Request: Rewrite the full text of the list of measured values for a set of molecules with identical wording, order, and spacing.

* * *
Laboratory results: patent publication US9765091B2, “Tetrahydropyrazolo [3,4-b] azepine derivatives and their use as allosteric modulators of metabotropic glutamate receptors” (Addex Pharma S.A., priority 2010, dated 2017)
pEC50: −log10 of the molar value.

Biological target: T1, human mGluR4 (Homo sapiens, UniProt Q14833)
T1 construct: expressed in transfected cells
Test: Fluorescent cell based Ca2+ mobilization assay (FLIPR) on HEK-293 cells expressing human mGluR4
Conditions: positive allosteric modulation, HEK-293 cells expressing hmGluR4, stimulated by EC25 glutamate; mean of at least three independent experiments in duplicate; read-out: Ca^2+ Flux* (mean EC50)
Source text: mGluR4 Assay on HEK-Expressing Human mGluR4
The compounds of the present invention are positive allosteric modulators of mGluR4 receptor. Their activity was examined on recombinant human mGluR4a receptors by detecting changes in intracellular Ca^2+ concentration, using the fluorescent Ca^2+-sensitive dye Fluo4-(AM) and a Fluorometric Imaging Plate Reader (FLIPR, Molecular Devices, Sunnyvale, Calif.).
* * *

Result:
Laboratory results: patent publication US9765091B2, “Tetrahydropyrazolo [3,4-b] azepine derivatives and their use as allosteric modulators of metabotropic glutamate receptors” (Addex Pharma S.A., priority 2010, dated 2017)
pEC50: −log10 of the molar value.

Biological target: T1, human mGluR4 (Homo sapiens, UniProt Q14833)
T1 construct: expressed in transfected cells
Test: Fluorescent cell based Ca2+ mobilization assay (FLIPR) on HEK-293 cells expressing human mGluR4
Conditions: positive allosteric modulation, HEK-293 cells expressing hmGluR4, stimulated by EC25 glutamate; mean of at least three independent experiments in duplicate; read-out: Ca^2+ Flux* (mean EC50)
Source text: mGluR4 Assay on HEK-Expressing Human mGluR4
The compounds of the present invention are positive allosteric modulators of mGluR4 receptor. Their activity was examined on recombinant human mGluR4a receptors by detecting changes in intracellular Ca^2+ concentration, using the fluorescent Ca^2+-sensitive dye Fluo4-(AM) and a Fluorometric Imaging Plate Reader (FLIPR, Molecular Devices, Sunnyvale, Calif.).